Over the past three decades, conservatives have articulated a coherent set of expectations of the Supreme Court and the federal judiciary that has proven compelling to the public and marketable in the political arena. By contrast, progressives have floundered both in developing any sort of consensus as to what they want from the courts and in describing their expectations to the public at large. Progressives have a number of competing visions of what a liberal jurisprudence might look like and how a liberal court would behave—visions that differ almost as sharply with one another as they do with conservative views on the Constitution and the courts. The current issue of the journal Democracy features a debate between two of these competing visions of liberal jurisprudence, pitting an essay urging a “Framers’ Constitution” – the idea that the principles set forth in the Constitution do not change, but that interpretation must evolve over time – against one arguing for “New Textualism” – a theory that asserts that progressive values are inherent in the Constitution’s text, history and structure, and that liberals should base their constitutional arguments, first and foremost, on text.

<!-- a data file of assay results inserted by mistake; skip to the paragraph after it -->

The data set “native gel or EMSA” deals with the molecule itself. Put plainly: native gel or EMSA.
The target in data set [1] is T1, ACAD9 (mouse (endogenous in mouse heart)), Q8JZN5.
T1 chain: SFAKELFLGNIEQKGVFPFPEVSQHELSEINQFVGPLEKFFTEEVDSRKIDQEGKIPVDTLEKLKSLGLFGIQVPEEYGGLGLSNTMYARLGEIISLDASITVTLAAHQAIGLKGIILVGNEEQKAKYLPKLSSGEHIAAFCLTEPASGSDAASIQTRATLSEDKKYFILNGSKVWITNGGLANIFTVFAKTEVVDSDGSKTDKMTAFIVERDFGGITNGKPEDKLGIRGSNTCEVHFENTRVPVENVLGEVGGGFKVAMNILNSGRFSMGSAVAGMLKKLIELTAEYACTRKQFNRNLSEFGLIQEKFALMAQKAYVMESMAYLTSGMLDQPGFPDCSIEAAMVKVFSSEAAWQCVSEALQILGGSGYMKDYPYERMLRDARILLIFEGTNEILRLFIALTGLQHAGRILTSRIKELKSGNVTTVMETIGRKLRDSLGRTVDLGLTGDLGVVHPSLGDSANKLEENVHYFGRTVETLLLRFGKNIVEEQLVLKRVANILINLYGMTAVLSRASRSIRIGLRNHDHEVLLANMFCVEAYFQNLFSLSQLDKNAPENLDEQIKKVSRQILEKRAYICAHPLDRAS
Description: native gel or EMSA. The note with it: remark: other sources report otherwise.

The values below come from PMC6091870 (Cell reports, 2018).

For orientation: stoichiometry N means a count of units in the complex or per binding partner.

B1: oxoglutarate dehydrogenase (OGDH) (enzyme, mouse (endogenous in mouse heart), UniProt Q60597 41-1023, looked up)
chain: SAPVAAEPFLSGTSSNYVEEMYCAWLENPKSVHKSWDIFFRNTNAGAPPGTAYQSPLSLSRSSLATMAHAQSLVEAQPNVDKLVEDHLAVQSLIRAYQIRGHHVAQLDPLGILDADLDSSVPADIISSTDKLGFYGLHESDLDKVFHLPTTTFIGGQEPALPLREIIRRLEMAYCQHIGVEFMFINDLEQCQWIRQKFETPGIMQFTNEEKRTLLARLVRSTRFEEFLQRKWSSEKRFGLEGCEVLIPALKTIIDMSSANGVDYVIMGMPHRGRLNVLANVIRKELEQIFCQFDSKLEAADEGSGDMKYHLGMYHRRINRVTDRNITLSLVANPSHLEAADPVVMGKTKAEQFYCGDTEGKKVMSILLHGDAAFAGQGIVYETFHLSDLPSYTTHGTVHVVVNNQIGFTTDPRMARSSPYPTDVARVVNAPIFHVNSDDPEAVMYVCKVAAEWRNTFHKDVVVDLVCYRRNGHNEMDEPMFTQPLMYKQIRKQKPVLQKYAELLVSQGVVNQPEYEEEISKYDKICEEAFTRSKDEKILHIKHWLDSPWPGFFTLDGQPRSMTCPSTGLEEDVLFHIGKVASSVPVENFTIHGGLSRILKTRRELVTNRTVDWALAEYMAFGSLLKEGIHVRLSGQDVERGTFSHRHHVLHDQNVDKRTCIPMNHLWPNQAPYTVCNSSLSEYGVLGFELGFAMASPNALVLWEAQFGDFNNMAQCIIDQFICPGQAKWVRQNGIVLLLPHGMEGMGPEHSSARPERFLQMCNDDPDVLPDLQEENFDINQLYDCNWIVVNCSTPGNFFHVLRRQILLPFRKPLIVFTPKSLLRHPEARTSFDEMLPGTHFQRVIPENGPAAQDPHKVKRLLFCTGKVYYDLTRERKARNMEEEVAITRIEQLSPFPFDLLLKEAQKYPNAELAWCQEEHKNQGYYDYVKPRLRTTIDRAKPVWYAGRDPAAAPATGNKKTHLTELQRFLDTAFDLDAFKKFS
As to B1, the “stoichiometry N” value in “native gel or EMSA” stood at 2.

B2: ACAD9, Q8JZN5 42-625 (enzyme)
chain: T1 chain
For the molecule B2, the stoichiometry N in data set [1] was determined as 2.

On July 18, the Brookings Institution hosted a Judicial Issues Forum debate with two of the authors of these papers, Douglas Kendall of the Constitutional Accountability Center and Geoffrey Stone of the University of Chicago Law School. Brookings Senior Fellows E.J. Dionne and Benjamin Wittes moderated the discussion.
After the program, panelists took audience questions.